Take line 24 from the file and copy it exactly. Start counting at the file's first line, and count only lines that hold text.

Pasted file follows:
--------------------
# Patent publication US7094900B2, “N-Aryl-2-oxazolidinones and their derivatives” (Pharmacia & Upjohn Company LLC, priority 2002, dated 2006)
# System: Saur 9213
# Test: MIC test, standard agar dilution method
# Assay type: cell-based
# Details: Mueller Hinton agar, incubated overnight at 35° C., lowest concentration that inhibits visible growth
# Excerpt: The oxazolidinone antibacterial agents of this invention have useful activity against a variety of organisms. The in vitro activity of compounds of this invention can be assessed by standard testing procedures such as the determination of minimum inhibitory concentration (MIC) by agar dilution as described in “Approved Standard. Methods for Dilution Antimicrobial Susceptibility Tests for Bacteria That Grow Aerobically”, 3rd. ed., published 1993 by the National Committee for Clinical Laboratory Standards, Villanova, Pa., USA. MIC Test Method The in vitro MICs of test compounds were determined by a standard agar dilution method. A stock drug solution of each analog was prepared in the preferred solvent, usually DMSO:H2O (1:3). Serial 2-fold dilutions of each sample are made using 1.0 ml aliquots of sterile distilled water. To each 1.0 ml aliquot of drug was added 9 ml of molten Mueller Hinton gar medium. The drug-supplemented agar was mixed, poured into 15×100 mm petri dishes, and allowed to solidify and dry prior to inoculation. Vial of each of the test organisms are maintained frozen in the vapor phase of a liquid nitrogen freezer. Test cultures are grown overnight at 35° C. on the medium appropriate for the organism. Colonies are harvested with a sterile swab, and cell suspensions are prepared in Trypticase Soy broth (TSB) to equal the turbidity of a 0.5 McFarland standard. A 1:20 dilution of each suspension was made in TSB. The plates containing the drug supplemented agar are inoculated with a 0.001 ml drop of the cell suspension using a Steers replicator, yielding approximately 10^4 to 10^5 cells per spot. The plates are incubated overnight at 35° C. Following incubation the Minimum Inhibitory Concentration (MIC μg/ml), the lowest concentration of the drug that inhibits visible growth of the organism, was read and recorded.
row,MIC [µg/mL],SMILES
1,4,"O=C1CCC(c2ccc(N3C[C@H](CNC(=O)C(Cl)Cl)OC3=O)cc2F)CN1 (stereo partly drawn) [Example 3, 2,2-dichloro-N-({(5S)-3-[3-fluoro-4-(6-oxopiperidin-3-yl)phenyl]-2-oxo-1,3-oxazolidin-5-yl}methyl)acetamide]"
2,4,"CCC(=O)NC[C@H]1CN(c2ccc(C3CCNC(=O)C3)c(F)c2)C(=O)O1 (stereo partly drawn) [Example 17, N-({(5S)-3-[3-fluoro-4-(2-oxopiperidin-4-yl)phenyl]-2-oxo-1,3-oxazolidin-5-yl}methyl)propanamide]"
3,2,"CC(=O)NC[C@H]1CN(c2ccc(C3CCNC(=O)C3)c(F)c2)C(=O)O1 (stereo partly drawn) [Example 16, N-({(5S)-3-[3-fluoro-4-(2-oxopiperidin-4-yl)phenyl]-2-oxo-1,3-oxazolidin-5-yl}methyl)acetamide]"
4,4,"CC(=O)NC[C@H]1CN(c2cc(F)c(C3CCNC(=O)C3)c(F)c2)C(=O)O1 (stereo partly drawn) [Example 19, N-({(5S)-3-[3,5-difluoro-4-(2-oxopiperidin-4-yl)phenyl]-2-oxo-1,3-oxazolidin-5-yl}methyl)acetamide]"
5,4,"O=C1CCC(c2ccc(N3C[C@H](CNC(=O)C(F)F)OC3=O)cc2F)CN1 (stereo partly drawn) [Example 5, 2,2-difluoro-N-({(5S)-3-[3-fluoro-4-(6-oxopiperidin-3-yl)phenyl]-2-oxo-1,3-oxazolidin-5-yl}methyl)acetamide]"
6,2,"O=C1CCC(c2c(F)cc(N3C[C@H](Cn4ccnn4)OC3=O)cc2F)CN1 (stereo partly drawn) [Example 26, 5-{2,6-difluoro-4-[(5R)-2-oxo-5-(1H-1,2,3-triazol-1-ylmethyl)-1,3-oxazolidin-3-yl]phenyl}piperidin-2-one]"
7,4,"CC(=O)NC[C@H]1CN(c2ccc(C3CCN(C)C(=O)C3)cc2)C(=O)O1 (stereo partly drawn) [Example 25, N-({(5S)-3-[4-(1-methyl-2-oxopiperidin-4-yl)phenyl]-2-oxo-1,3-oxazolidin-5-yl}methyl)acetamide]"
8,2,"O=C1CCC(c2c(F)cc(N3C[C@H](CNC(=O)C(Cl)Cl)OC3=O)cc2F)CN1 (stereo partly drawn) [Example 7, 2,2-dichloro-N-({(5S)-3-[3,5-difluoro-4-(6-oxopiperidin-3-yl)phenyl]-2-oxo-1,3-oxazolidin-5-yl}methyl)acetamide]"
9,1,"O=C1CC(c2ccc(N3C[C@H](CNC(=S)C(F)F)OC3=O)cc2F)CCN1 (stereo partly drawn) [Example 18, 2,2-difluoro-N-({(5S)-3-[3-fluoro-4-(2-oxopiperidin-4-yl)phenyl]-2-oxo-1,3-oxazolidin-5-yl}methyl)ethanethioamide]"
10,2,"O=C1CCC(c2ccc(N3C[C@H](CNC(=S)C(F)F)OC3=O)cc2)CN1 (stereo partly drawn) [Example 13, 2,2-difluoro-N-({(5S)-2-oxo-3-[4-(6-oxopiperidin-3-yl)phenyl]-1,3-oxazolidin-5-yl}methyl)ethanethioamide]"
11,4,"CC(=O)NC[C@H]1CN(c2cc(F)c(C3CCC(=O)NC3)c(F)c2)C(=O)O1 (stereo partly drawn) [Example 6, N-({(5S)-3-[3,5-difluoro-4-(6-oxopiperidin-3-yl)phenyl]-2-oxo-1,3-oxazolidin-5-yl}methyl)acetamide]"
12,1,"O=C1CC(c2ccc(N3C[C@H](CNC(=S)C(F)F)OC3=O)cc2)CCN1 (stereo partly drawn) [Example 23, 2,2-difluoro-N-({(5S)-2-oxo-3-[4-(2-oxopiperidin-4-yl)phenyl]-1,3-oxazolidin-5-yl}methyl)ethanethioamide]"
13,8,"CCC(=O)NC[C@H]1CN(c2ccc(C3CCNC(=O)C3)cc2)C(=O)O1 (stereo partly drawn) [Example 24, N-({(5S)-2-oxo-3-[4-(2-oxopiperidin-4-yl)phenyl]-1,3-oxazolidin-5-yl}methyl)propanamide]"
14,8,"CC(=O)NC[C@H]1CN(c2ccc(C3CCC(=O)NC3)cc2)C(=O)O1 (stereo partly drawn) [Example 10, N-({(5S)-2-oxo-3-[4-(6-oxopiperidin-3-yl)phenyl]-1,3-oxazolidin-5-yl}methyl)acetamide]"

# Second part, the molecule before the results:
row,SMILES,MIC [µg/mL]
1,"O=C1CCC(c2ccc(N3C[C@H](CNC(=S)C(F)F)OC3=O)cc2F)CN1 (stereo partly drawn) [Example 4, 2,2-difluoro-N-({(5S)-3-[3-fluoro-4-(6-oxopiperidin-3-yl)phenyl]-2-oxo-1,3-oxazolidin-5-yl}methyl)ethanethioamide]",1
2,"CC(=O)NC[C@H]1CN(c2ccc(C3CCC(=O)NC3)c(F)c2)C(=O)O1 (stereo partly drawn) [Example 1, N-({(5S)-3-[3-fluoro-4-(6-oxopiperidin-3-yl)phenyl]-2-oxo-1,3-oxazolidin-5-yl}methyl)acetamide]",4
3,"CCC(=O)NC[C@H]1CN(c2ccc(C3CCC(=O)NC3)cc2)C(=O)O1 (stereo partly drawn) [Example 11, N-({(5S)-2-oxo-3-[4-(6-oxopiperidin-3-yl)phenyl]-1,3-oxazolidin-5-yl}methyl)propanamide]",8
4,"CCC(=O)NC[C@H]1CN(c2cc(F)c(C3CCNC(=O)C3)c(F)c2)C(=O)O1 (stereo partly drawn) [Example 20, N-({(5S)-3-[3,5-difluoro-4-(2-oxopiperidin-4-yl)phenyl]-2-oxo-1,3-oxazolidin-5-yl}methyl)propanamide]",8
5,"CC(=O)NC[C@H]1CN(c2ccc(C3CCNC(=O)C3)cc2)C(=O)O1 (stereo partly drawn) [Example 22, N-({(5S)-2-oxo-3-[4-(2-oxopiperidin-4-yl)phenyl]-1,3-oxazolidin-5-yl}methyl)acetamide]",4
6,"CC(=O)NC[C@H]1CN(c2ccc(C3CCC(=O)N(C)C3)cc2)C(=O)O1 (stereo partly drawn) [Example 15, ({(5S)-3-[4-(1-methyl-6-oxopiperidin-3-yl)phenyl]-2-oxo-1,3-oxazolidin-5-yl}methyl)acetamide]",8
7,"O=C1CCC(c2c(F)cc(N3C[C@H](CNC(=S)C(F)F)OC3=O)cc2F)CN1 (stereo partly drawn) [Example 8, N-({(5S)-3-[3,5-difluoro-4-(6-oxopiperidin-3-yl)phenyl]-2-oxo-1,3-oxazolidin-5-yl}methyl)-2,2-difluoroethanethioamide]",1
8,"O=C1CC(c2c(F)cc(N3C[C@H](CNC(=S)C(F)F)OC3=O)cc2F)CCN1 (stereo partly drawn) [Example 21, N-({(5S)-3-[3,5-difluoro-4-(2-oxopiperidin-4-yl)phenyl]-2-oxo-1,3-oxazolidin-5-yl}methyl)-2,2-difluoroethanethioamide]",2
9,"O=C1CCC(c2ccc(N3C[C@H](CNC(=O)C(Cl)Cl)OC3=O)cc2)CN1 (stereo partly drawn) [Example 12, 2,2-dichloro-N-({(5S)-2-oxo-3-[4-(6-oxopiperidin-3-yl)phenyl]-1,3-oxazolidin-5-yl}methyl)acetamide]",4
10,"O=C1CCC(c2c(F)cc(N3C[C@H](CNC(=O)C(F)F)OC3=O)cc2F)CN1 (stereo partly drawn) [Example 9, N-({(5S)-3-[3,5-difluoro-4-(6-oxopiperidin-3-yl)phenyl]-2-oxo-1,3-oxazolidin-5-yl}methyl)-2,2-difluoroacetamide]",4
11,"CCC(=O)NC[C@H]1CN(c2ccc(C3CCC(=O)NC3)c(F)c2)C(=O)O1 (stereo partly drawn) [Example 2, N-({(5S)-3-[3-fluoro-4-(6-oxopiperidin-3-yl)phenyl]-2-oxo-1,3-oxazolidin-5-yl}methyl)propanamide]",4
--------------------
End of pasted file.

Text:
1,"O=C1CCC(c2ccc(N3C[C@H](CNC(=S)C(F)F)OC3=O)cc2F)CN1 (stereo partly drawn) [Example 4, 2,2-difluoro-N-({(5S)-3-[3-fluoro-4-(6-oxopiperidin-3-yl)phenyl]-2-oxo-1,3-oxazolidin-5-yl}methyl)ethanethioamide]",1